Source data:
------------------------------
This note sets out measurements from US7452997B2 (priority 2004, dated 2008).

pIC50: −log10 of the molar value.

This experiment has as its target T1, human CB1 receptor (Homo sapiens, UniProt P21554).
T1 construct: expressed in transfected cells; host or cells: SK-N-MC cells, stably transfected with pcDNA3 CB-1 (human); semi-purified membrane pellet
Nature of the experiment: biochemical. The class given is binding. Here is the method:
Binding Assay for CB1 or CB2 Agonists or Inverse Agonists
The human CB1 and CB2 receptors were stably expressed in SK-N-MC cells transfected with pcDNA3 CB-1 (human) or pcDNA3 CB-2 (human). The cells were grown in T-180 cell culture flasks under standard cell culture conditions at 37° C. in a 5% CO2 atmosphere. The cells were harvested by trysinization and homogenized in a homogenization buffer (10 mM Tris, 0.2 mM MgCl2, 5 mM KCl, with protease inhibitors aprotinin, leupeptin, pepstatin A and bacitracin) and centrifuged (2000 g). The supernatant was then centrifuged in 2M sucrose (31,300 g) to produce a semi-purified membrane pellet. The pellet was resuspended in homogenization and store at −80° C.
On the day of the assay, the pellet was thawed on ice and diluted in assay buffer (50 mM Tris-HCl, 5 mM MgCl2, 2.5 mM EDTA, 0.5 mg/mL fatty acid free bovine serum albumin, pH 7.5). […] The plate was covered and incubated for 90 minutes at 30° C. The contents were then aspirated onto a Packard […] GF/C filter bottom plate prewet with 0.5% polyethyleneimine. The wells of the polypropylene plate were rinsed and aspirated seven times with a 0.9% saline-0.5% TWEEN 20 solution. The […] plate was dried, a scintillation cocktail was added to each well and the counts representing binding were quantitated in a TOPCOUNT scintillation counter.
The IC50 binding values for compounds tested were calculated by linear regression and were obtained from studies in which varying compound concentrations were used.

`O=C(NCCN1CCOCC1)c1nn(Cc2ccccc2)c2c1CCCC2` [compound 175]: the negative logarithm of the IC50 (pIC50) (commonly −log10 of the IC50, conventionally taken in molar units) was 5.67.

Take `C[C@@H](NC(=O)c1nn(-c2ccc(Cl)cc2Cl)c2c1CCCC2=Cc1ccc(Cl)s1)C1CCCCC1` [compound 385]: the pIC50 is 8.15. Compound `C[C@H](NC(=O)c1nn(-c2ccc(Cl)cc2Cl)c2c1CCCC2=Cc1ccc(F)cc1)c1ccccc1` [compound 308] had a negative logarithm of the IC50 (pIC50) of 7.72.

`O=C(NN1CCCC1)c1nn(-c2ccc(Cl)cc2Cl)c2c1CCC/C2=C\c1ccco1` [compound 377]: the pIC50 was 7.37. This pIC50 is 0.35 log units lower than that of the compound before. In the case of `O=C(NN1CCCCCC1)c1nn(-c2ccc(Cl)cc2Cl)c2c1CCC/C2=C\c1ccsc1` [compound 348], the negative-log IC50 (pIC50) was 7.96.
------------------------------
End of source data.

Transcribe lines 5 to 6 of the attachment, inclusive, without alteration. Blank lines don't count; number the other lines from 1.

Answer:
Nature of the experiment: biochemical. The class given is binding. Here is the method:
Binding Assay for CB1 or CB2 Agonists or Inverse Agonists